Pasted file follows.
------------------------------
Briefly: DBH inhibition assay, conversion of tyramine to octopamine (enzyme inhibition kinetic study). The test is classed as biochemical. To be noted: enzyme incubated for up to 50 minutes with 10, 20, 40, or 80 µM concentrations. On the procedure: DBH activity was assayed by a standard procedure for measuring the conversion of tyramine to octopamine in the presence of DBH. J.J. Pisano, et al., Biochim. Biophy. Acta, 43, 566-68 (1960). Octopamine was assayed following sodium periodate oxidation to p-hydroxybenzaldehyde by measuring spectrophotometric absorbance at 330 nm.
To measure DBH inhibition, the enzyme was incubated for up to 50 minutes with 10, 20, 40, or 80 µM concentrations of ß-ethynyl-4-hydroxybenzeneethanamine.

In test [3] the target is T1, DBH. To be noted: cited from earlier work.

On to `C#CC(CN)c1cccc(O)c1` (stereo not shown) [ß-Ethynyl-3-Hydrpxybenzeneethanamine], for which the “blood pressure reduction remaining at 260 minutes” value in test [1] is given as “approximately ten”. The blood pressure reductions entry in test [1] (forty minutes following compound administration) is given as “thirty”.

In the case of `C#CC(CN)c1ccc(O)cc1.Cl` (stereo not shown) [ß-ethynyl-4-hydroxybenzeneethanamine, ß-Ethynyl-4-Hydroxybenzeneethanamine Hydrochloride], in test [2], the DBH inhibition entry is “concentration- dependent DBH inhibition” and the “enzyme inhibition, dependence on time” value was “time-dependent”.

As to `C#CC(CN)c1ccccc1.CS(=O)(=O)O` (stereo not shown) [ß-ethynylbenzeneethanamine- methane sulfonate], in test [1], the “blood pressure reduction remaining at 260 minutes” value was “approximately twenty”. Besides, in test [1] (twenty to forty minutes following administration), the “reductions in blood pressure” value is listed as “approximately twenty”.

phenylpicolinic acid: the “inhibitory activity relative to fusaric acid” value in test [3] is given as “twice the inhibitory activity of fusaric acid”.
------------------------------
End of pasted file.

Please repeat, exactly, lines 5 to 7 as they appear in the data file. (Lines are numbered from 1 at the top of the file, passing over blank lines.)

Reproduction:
In the case of `C#CC(CN)c1ccc(O)cc1.Cl` (stereo not shown) [ß-ethynyl-4-hydroxybenzeneethanamine, ß-Ethynyl-4-Hydroxybenzeneethanamine Hydrochloride], in test [2], the DBH inhibition entry is “concentration- dependent DBH inhibition” and the “enzyme inhibition, dependence on time” value was “time-dependent”.

As to `C#CC(CN)c1ccccc1.CS(=O)(=O)O` (stereo not shown) [ß-ethynylbenzeneethanamine- methane sulfonate], in test [1], the “blood pressure reduction remaining at 260 minutes” value was “approximately twenty”. Besides, in test [1] (twenty to forty minutes following administration), the “reductions in blood pressure” value is listed as “approximately twenty”.

phenylpicolinic acid: the “inhibitory activity relative to fusaric acid” value in test [3] is given as “twice the inhibitory activity of fusaric acid”.